Keyboard layout settings (languages)

One panel item to add to the lxtaskbar is the keyboard layout handler. It allows for a variety of settings. Set Change Layout Option to grp:lwin_toggle (the Windows key) with a Panel Icon Size of 2, Show Layout as Text, and set the Keyboard Model to whatever is appropriate.


Generally the Debian installation takes care of this, however, in the Alpha1 of Bullseye they use bullseye instead of testing. Hence, edit /etc/apt/sources.list as such:

deb testing main non-free contrib
deb-src testing main non-free contrib

deb testing-security main contrib non-free
deb-src testing-security main contrib non-free

Note that while this is the Bullseye Alpha1 release, the idea is to stay with testing as repository resources.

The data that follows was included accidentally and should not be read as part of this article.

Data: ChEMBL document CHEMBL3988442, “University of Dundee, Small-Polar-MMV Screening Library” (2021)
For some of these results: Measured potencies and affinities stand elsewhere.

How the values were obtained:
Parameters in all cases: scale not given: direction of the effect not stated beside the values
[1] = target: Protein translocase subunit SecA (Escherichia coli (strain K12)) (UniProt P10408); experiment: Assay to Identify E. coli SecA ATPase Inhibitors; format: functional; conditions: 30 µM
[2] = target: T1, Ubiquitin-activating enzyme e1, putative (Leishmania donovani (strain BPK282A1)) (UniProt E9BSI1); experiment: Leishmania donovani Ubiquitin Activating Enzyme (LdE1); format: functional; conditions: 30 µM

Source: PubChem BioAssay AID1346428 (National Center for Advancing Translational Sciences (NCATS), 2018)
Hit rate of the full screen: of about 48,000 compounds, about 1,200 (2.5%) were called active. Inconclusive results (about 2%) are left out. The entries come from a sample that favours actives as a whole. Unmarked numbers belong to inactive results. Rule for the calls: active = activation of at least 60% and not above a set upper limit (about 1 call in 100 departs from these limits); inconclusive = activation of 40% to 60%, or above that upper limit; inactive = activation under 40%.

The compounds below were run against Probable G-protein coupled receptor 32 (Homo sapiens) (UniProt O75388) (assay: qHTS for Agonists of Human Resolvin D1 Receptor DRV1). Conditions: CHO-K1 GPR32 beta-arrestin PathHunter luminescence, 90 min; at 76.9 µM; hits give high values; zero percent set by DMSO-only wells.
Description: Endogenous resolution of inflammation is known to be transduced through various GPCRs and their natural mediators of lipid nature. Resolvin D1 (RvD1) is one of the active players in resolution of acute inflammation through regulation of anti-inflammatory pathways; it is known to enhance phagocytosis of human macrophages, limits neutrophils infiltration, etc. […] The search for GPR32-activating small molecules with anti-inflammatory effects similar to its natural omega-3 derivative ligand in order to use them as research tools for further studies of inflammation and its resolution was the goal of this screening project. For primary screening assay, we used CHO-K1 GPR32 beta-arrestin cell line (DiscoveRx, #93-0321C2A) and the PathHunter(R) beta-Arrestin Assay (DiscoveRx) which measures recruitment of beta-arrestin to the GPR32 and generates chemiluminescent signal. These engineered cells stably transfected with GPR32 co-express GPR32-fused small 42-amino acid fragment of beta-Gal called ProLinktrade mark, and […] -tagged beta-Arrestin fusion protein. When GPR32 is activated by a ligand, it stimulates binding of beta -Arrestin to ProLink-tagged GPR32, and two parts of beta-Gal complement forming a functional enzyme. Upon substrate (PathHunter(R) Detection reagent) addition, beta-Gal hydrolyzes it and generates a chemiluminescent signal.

Install printer and scanner software

Note: if we can't get these working, need to question the distribution / version. For example, Buster (Debian 10) was a bust with the printer.



The software will install both simple-scan (Document Scanner) and iscan (Image Scan! for Linux), in the Graphics menu. Both shortcuts need to be modifed to run as sudo.


Install Go from download. At that site, there are instructions, such as:

sudo tar -C /usr/local -xzf go1.14.linux-amd64.tar.gz
nano hello.go

put in this content:

package main
import "fmt"
func main() {fmt.Printf("hello, world\n")}

Then build:

go build hello.go

Then run:



Install Hugo Extended, which has SASS/LESS support, from Hugo github releases

Then test with:

hugo help

Create a new site with:

hugo new site SITENAME